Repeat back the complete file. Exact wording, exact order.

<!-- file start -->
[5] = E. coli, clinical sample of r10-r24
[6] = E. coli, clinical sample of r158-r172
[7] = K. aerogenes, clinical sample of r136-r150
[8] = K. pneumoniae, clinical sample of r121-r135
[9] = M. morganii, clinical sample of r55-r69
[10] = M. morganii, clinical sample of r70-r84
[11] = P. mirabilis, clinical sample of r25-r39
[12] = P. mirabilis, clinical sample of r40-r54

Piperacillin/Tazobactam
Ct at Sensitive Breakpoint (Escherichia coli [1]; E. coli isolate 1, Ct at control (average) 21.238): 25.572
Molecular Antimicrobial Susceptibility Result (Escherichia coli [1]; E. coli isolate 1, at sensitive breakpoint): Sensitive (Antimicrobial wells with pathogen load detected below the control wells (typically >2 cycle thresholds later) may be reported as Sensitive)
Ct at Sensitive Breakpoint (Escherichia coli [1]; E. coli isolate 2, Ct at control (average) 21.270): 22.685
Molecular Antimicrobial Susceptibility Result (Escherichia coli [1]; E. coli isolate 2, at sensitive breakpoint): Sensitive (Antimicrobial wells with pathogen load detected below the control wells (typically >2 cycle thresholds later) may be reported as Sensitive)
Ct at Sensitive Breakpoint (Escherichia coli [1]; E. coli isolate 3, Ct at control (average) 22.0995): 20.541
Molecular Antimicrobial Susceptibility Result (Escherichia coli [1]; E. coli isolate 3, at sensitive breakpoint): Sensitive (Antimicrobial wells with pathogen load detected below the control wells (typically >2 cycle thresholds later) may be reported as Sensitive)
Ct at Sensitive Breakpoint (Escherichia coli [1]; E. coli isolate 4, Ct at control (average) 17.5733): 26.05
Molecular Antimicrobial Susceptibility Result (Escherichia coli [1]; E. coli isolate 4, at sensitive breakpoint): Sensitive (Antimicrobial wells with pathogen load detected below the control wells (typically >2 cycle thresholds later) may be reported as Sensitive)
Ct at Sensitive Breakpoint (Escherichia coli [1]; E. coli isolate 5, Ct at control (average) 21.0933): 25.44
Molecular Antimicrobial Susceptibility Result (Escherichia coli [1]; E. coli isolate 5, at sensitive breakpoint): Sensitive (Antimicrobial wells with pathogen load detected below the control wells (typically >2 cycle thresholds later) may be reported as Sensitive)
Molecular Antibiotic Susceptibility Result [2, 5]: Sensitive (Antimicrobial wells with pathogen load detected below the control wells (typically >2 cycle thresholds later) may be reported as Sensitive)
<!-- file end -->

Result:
[5] = E. coli, clinical sample of r10-r24
[6] = E. coli, clinical sample of r158-r172
[7] = K. aerogenes, clinical sample of r136-r150
[8] = K. pneumoniae, clinical sample of r121-r135
[9] = M. morganii, clinical sample of r55-r69
[10] = M. morganii, clinical sample of r70-r84
[11] = P. mirabilis, clinical sample of r25-r39
[12] = P. mirabilis, clinical sample of r40-r54

Piperacillin/Tazobactam
Ct at Sensitive Breakpoint (Escherichia coli [1]; E. coli isolate 1, Ct at control (average) 21.238): 25.572
Molecular Antimicrobial Susceptibility Result (Escherichia coli [1]; E. coli isolate 1, at sensitive breakpoint): Sensitive (Antimicrobial wells with pathogen load detected below the control wells (typically >2 cycle thresholds later) may be reported as Sensitive)
Ct at Sensitive Breakpoint (Escherichia coli [1]; E. coli isolate 2, Ct at control (average) 21.270): 22.685
Molecular Antimicrobial Susceptibility Result (Escherichia coli [1]; E. coli isolate 2, at sensitive breakpoint): Sensitive (Antimicrobial wells with pathogen load detected below the control wells (typically >2 cycle thresholds later) may be reported as Sensitive)
Ct at Sensitive Breakpoint (Escherichia coli [1]; E. coli isolate 3, Ct at control (average) 22.0995): 20.541
Molecular Antimicrobial Susceptibility Result (Escherichia coli [1]; E. coli isolate 3, at sensitive breakpoint): Sensitive (Antimicrobial wells with pathogen load detected below the control wells (typically >2 cycle thresholds later) may be reported as Sensitive)
Ct at Sensitive Breakpoint (Escherichia coli [1]; E. coli isolate 4, Ct at control (average) 17.5733): 26.05
Molecular Antimicrobial Susceptibility Result (Escherichia coli [1]; E. coli isolate 4, at sensitive breakpoint): Sensitive (Antimicrobial wells with pathogen load detected below the control wells (typically >2 cycle thresholds later) may be reported as Sensitive)
Ct at Sensitive Breakpoint (Escherichia coli [1]; E. coli isolate 5, Ct at control (average) 21.0933): 25.44
Molecular Antimicrobial Susceptibility Result (Escherichia coli [1]; E. coli isolate 5, at sensitive breakpoint): Sensitive (Antimicrobial wells with pathogen load detected below the control wells (typically >2 cycle thresholds later) may be reported as Sensitive)
Molecular Antibiotic Susceptibility Result [2, 5]: Sensitive (Antimicrobial wells with pathogen load detected below the control wells (typically >2 cycle thresholds later) may be reported as Sensitive)